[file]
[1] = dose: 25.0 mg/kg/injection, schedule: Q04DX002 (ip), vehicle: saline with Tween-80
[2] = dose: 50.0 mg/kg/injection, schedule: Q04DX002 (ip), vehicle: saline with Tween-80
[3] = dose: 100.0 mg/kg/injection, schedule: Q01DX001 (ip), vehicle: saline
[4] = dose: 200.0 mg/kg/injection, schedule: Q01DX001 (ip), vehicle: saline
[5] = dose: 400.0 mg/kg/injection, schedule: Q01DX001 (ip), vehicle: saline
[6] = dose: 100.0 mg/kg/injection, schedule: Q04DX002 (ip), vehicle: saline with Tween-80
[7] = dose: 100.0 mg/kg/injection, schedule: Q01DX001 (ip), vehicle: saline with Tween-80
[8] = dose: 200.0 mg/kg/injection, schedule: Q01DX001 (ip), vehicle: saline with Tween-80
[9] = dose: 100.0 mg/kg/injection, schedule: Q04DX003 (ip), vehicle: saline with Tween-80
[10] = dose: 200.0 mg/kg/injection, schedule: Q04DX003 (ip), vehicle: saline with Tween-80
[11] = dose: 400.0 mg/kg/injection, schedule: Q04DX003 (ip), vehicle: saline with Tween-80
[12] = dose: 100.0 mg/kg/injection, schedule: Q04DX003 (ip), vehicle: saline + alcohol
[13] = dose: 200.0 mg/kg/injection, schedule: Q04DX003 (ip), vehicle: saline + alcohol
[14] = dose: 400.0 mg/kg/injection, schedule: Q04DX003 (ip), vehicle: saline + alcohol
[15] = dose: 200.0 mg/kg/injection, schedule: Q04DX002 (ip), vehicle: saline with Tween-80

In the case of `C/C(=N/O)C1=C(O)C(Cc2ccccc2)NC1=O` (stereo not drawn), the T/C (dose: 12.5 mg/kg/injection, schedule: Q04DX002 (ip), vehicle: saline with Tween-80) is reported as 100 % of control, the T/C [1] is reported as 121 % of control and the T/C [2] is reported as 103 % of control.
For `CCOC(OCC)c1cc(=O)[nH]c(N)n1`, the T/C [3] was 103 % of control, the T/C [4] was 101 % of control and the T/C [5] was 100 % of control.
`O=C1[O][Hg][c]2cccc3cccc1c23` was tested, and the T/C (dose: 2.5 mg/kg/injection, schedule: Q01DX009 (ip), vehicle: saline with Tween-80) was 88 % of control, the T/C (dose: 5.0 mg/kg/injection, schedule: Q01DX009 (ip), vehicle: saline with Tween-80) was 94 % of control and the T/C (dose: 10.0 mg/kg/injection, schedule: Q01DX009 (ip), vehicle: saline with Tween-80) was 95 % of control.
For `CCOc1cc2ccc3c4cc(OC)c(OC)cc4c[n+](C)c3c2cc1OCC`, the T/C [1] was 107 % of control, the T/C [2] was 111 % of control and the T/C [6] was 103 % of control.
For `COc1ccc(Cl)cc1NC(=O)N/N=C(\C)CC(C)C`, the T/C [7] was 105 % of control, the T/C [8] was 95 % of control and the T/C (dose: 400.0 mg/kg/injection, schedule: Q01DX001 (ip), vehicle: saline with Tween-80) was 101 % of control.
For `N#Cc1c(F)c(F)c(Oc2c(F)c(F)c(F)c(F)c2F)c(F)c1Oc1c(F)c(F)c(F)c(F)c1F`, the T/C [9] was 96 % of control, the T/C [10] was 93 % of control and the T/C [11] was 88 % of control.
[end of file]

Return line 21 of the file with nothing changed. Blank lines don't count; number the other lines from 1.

For `N#Cc1c(F)c(F)c(Oc2c(F)c(F)c(F)c(F)c2F)c(F)c1Oc1c(F)c(F)c(F)c(F)c1F`, the T/C [9] was 96 % of control, the T/C [10] was 93 % of control and the T/C [11] was 88 % of control.